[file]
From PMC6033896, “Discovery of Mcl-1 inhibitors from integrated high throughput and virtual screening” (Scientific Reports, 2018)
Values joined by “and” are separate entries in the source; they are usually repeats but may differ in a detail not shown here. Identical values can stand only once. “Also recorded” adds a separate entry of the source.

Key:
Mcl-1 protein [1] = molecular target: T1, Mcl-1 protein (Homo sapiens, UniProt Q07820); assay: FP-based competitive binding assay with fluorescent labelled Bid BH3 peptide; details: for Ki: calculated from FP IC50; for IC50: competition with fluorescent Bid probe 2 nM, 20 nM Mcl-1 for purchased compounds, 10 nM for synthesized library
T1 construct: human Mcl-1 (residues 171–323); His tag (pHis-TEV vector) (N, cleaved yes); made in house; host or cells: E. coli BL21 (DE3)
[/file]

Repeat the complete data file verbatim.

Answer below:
From PMC6033896, “Discovery of Mcl-1 inhibitors from integrated high throughput and virtual screening” (Scientific Reports, 2018)
Values joined by “and” are separate entries in the source; they are usually repeats but may differ in a detail not shown here. Identical values can stand only once. “Also recorded” adds a separate entry of the source.

Key:
Mcl-1 protein [1] = molecular target: T1, Mcl-1 protein (Homo sapiens, UniProt Q07820); assay: FP-based competitive binding assay with fluorescent labelled Bid BH3 peptide; details: for Ki: calculated from FP IC50; for IC50: competition with fluorescent Bid probe 2 nM, 20 nM Mcl-1 for purchased compounds, 10 nM for synthesized library
T1 construct: human Mcl-1 (residues 171–323); His tag (pHis-TEV vector) (N, cleaved yes); made in house; host or cells: E. coli BL21 (DE3)